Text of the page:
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SpaceWeather.com -- News and information about meteor showers, solar flares, auroras, and near-Earth asteroids
SPACE WEATHER
Current conditions
Solar wind
speed: 366.7 km/sec
density: 2.4 protons/cm3
explanation | more data
Updated: Today at 2245 UT
X-ray Solar Flares
6-hr max: A0
2245 UT Oct24
24-hr: A0
2245 UT Oct24
explanation | more data
Updated: Today at: 2245 UT
Daily Sun: 24 Oct 07
The sun is blank--no sunspots. Credit: SOHO/MDI
Sunspot number: 0
What is the sunspot number?
Updated 23 Oct 2007
Far side of the Sun:
This holographic image reveals no large sunspots on the far side of the sun. Image credit: SOHO/MDI
Planetary K-index
Now: Kp= 1 quiet
24-hr max: Kp= 1
quiet
explanation | more data
Current Auroral Oval:

Switch to: Europe, USA, New Zealand, Antarctica
Credit: NOAA/POES
Updated: 2007 Oct 24 2054 UT
What is the auroral oval?
Interplanetary Mag. Field
Btotal: 4.0 nT
Bz: 1.3 nT north
explanation | more data
Updated: Today at 2246 UT
Coronal Holes:
A solar wind stream flowing from the indicated coronal hole should reach Earth on Oct. 25th or 26th. Credit: Hinode X-ray Telescope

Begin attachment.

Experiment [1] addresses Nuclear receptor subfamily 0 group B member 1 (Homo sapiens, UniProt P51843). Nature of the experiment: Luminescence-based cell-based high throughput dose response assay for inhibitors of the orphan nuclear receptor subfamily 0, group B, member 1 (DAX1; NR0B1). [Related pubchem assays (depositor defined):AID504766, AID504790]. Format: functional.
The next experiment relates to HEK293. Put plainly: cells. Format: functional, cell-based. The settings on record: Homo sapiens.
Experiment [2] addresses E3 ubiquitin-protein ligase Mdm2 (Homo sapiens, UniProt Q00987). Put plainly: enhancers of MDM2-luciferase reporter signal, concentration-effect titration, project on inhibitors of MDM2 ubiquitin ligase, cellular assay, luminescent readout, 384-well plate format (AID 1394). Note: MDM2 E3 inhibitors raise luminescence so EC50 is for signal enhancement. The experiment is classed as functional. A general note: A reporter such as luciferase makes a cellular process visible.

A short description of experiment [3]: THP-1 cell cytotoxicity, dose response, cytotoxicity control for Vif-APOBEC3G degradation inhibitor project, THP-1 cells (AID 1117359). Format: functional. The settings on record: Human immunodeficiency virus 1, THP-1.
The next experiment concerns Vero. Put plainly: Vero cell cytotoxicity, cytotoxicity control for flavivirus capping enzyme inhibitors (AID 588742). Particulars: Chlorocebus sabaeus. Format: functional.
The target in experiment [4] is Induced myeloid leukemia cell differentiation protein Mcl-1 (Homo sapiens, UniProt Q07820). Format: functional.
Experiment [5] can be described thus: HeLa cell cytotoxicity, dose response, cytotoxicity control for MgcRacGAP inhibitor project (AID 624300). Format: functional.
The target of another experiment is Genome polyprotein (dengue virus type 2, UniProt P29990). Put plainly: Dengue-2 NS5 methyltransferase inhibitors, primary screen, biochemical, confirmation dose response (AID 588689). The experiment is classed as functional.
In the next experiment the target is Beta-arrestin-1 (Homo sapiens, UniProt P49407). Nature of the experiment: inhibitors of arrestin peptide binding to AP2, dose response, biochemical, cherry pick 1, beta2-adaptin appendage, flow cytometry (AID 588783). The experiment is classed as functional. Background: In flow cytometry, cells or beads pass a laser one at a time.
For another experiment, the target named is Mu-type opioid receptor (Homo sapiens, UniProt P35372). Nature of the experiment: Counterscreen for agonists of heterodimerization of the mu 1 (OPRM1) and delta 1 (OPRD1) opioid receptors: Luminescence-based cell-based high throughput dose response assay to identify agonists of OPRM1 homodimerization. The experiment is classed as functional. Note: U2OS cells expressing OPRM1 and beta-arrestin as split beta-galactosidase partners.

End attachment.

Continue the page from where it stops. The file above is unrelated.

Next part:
SPACE WEATHER
NOAA Forecasts
Updated at: 2007 Oct 24 2203 UTC
FLARE
0-24 hr
24-48 hr
CLASS M
01 %
01 %
CLASS X
01 %
01 %
Geomagnetic Storms:
Probabilities for significant disturbances in Earth's magnetic field are given for three activity levels: active, minor storm, severe storm
Updated at: 2007 Oct 24 2203 UTC
Mid-latitudes
0-24 hr
24-48 hr
ACTIVE
30 %
35 %
MINOR
15 %
20 %
SEVERE
05 %
10 %
High latitudes
0-24 hr
24-48 hr
ACTIVE
35 %
40 %
MINOR
25 %
30 %
SEVERE
15 %
20 %

What's up in Space
October 24, 2007
Where's Saturn? Is that a UFO--or the ISS? What's the name of that star? Get the answers from mySKY--a fun new astronomy helper from Meade.

SPACESHIP SIGHTINGS: Space shuttle Discovery is chasing the ISS around Earth and they're a beautiful sight in the night sky. Witness this picture taken last night by Bryan Tobias of San Antonio, Texas. "The ISS came first and then Discovery 12 minutes later," says Tobias. The two ships will converge on Oct. 24th in preparation for docking on Oct. 25th. Be alert for flybys.

HOT NEWS: Astronomers in Japan, Persia and Europe report that Comet 17P/Holmes is undergoing a spectacular eruption. The 17th magnitude comet has brightened by a factor of five hundred thousand or more during the past 24 hours becoming a naked-eye object in the evening sky. Look for a yellow 2.5th magnitude fuzzball in the constellation Perseus after sunset. [sky map] [ephemeris] [3D orbit]

"This is unbelievable!" says Iranian astronomer Babak Tafreshi. "I was amazed to find Comet Holmes so easily with the naked-eye in the light-polluted skies of metropolitan Tehran." Click on Tafreshi's photo to pinpoint the comet:

The outburst may signify a breakup of the comet's core or a rich vein of ice suddenly exposed to sunlight--no one knows. At present the comet looks more like a star than a comet; it does not have a discernable tail, but it might grow one as the outburst continues. Amateur astronomers are encouraged to monitor developments using binoculars and backyard telescopes. Stay tuned for updates!